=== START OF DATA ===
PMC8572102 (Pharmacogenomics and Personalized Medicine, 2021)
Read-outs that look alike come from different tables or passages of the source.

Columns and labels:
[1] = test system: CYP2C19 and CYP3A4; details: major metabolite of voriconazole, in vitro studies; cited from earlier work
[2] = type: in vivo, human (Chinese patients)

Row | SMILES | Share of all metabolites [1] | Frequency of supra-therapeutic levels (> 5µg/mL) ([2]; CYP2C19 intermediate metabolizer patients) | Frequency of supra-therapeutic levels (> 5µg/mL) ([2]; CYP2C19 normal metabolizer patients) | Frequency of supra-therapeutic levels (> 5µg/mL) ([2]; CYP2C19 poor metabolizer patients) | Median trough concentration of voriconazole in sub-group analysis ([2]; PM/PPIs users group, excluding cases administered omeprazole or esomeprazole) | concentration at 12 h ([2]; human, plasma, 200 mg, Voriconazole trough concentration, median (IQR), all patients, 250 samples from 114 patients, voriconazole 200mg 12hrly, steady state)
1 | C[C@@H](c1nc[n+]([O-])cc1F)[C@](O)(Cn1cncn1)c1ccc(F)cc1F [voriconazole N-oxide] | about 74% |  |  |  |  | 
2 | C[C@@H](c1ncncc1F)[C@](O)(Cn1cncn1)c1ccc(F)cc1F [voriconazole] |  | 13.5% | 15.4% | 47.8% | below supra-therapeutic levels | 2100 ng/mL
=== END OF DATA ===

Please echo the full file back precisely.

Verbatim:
PMC8572102 (Pharmacogenomics and Personalized Medicine, 2021)
Read-outs that look alike come from different tables or passages of the source.

Columns and labels:
[1] = test system: CYP2C19 and CYP3A4; details: major metabolite of voriconazole, in vitro studies; cited from earlier work
[2] = type: in vivo, human (Chinese patients)

Row | SMILES | Share of all metabolites [1] | Frequency of supra-therapeutic levels (> 5µg/mL) ([2]; CYP2C19 intermediate metabolizer patients) | Frequency of supra-therapeutic levels (> 5µg/mL) ([2]; CYP2C19 normal metabolizer patients) | Frequency of supra-therapeutic levels (> 5µg/mL) ([2]; CYP2C19 poor metabolizer patients) | Median trough concentration of voriconazole in sub-group analysis ([2]; PM/PPIs users group, excluding cases administered omeprazole or esomeprazole) | concentration at 12 h ([2]; human, plasma, 200 mg, Voriconazole trough concentration, median (IQR), all patients, 250 samples from 114 patients, voriconazole 200mg 12hrly, steady state)
1 | C[C@@H](c1nc[n+]([O-])cc1F)[C@](O)(Cn1cncn1)c1ccc(F)cc1F [voriconazole N-oxide] | about 74% |  |  |  |  | 
2 | C[C@@H](c1ncncc1F)[C@](O)(Cn1cncn1)c1ccc(F)cc1F [voriconazole] |  | 13.5% | 15.4% | 47.8% | below supra-therapeutic levels | 2100 ng/mL